Posts in Death
Oh shit

I almost got killed this morning. And no, I didn't see a movie of my life in front of my inner eye. I yelled “Oh shit!”

I was riding home at dawn from the gym. It’s typically a 12-minute bike ride with slow traffic and never more than eight cars at any given light. Is it a difficult intersection? No. An unusual one? Yes. But manageable. Manageable. While the bike lane continues straight, a right turn lane is carved out of the sidewalk so that any car turning right crosses my two-wheeler lane to do so. I have biked this part a hundred times and I shift into high alert right about this time every morning.

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Ever since my mother died, and later, my father, I have had a hard time looking at family photos. It hurts too much. It hurts to remember what was lost, but I think the truth is, it hurts more to remember I was loved. Because in my family, love was a patchwork of mental illness, violence, and abuse. Love felt unsafe, love meant to harm.

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Not Sorry

Yesterday was the one-year anniversary of my father’s death. I forgot about it. I mean, I know he died in August. But early this month I couldn’t put finger on the date. Facebook reminded me. I looked at my post from a year ago and there were 78 comments. I flew through them, all with the same theme: “So sorry for your loss.” I think I feel more strongly about those statements a year later than I did that day.

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My hope was to give you a great life; free of disfunction, full of hope. I pictured us standing on beautiful oak hard-wood floors playing with Legos on a Sunday morning. Holding your tiny hand while we had adventures at the local parks, made new friends, and adopted our first puppy. I imagined a tire-swing in the back-yard where I would watch you play while I washed dishes, and planned our healthy meals for the week. I believed that one day we would purchase your school supplies together, and I would rush home from work elated to hear about your first day of school.

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Not-Suicide Note

The first time I remember thinking about killing myself I was eight years old. I remember it like it was yesterday. I had just moved to a new house the year before and I was in a new school. At the old school I had felt like, a star really, teachers liked me, they thought I was going places, They would give me little gifts and things, you know, look out for me. They were talking like I would be a scientist, or like, a mathematician or something. They knew I had problems, but even the problems it was like they were a sign that I was some kind of genius. They talked like maybe school was too easy for me or I was bored or something but I wasn’t bored. I liked school, I was into it, I wanted to succeed, maybe I had some problems with my attention span or whatever but for the most part, I was good.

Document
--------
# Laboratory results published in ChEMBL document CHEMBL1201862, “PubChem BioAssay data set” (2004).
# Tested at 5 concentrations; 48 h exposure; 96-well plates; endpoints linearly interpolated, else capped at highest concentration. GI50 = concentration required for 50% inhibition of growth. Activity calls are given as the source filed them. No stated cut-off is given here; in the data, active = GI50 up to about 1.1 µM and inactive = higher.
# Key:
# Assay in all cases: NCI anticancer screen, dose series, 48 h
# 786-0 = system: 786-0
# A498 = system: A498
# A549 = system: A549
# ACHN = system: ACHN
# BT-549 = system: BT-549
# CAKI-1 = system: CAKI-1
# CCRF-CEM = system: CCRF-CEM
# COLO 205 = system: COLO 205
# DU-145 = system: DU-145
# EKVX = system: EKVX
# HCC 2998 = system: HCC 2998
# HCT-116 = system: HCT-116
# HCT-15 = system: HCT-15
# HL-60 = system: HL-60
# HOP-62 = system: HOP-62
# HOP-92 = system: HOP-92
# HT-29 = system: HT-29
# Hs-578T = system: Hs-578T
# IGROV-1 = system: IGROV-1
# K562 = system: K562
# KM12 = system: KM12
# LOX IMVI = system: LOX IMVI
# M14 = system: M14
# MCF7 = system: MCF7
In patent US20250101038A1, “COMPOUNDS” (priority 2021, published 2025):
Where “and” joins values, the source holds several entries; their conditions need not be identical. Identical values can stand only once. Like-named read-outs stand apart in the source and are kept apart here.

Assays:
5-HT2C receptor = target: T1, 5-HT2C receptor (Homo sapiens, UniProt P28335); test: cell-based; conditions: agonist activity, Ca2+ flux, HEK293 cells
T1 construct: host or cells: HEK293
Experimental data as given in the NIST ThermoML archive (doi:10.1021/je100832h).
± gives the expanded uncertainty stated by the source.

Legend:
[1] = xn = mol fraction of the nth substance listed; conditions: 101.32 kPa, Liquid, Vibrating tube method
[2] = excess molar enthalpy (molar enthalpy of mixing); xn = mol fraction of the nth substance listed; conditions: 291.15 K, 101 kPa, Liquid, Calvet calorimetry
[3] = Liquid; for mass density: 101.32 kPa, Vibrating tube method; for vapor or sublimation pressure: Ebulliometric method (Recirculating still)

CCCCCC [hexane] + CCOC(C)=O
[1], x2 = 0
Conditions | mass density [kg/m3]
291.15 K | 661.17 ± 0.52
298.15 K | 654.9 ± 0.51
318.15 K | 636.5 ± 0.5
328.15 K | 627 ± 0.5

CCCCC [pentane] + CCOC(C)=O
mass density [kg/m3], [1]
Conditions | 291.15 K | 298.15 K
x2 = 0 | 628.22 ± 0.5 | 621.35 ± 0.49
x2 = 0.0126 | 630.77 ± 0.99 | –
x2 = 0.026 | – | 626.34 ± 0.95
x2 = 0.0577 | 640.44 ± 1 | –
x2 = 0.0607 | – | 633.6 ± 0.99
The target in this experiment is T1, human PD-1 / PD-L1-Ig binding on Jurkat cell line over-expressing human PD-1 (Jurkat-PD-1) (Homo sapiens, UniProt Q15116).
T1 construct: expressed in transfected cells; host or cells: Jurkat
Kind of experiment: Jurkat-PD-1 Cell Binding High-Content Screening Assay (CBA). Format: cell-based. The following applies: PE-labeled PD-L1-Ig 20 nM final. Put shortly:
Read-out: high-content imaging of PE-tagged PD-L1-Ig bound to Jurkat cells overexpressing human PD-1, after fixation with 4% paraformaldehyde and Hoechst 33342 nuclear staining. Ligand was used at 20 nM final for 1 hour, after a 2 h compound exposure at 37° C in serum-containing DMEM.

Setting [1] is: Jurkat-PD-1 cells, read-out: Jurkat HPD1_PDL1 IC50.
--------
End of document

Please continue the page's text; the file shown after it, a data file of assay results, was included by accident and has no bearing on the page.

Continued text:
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The Road to the Deepest Truths

Yesterday would have been my father’s seventy-first birthday.
If he were still alive, he might have had a bowl of vanilla ice cream to celebrate. Or maybe he would have gone for a drive to see the ocean, to breath in the salty air, to feel the wind on his face. I can’t say for sure because in the years following my mother’s death, he was sad and heart-sick and drinking too much. For ten long years, my father was suffering.

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I have breast cancer that has metastasized in my lungs. At her recent visit, my hospice nurse said that my lungs sounded like two dry sponges rubbing together. I am on oxygen all day every day. With the effort it takes me to walk a few feet, I feel as if I’ve run a marathon. I’m tired. Some days I just sleep. 

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DeathJulie DukeComment